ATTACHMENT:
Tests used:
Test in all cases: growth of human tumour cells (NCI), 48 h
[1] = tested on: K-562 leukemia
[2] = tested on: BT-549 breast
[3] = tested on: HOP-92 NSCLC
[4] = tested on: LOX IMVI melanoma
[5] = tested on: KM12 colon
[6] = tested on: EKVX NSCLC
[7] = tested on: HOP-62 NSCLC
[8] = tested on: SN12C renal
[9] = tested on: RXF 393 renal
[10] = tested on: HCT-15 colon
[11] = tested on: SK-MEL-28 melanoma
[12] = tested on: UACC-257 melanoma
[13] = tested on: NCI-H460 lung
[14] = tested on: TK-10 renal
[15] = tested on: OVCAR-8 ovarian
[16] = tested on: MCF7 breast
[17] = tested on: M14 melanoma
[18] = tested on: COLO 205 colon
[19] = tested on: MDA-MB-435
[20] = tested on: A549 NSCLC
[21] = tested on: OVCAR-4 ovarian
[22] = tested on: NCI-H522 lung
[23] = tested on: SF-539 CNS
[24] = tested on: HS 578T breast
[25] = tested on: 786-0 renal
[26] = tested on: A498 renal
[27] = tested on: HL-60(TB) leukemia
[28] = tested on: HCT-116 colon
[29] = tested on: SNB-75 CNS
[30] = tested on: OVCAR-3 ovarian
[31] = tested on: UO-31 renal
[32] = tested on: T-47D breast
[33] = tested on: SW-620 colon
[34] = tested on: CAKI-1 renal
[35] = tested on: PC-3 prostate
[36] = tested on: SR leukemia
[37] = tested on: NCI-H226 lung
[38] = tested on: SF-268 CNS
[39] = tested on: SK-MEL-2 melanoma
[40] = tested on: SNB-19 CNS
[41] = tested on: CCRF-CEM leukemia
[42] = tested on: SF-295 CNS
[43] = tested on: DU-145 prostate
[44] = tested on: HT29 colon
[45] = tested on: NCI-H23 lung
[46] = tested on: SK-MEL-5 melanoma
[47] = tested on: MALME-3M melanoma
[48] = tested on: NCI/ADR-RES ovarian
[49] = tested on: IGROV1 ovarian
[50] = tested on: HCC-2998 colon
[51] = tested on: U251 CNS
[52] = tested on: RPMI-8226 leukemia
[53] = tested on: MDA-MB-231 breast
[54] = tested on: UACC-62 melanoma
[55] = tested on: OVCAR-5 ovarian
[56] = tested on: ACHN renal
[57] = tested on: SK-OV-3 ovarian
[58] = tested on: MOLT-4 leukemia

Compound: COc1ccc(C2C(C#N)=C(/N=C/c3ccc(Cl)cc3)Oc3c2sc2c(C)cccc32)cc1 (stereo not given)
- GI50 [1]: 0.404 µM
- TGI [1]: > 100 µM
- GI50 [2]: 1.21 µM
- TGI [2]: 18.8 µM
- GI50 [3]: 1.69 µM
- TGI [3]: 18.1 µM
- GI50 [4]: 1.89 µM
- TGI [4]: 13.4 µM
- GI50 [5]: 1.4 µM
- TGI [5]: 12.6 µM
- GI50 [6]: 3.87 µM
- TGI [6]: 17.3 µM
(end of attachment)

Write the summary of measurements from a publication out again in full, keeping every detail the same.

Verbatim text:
Tests used:
Test in all cases: growth of human tumour cells (NCI), 48 h
[1] = tested on: K-562 leukemia
[2] = tested on: BT-549 breast
[3] = tested on: HOP-92 NSCLC
[4] = tested on: LOX IMVI melanoma
[5] = tested on: KM12 colon
[6] = tested on: EKVX NSCLC
[7] = tested on: HOP-62 NSCLC
[8] = tested on: SN12C renal
[9] = tested on: RXF 393 renal
[10] = tested on: HCT-15 colon
[11] = tested on: SK-MEL-28 melanoma
[12] = tested on: UACC-257 melanoma
[13] = tested on: NCI-H460 lung
[14] = tested on: TK-10 renal
[15] = tested on: OVCAR-8 ovarian
[16] = tested on: MCF7 breast
[17] = tested on: M14 melanoma
[18] = tested on: COLO 205 colon
[19] = tested on: MDA-MB-435
[20] = tested on: A549 NSCLC
[21] = tested on: OVCAR-4 ovarian
[22] = tested on: NCI-H522 lung
[23] = tested on: SF-539 CNS
[24] = tested on: HS 578T breast
[25] = tested on: 786-0 renal
[26] = tested on: A498 renal
[27] = tested on: HL-60(TB) leukemia
[28] = tested on: HCT-116 colon
[29] = tested on: SNB-75 CNS
[30] = tested on: OVCAR-3 ovarian
[31] = tested on: UO-31 renal
[32] = tested on: T-47D breast
[33] = tested on: SW-620 colon
[34] = tested on: CAKI-1 renal
[35] = tested on: PC-3 prostate
[36] = tested on: SR leukemia
[37] = tested on: NCI-H226 lung
[38] = tested on: SF-268 CNS
[39] = tested on: SK-MEL-2 melanoma
[40] = tested on: SNB-19 CNS
[41] = tested on: CCRF-CEM leukemia
[42] = tested on: SF-295 CNS
[43] = tested on: DU-145 prostate
[44] = tested on: HT29 colon
[45] = tested on: NCI-H23 lung
[46] = tested on: SK-MEL-5 melanoma
[47] = tested on: MALME-3M melanoma
[48] = tested on: NCI/ADR-RES ovarian
[49] = tested on: IGROV1 ovarian
[50] = tested on: HCC-2998 colon
[51] = tested on: U251 CNS
[52] = tested on: RPMI-8226 leukemia
[53] = tested on: MDA-MB-231 breast
[54] = tested on: UACC-62 melanoma
[55] = tested on: OVCAR-5 ovarian
[56] = tested on: ACHN renal
[57] = tested on: SK-OV-3 ovarian
[58] = tested on: MOLT-4 leukemia

Compound: COc1ccc(C2C(C#N)=C(/N=C/c3ccc(Cl)cc3)Oc3c2sc2c(C)cccc32)cc1 (stereo not given)
- GI50 [1]: 0.404 µM
- TGI [1]: > 100 µM
- GI50 [2]: 1.21 µM
- TGI [2]: 18.8 µM
- GI50 [3]: 1.69 µM
- TGI [3]: 18.1 µM
- GI50 [4]: 1.89 µM
- TGI [4]: 13.4 µM
- GI50 [5]: 1.4 µM
- TGI [5]: 12.6 µM
- GI50 [6]: 3.87 µM
- TGI [6]: 17.3 µM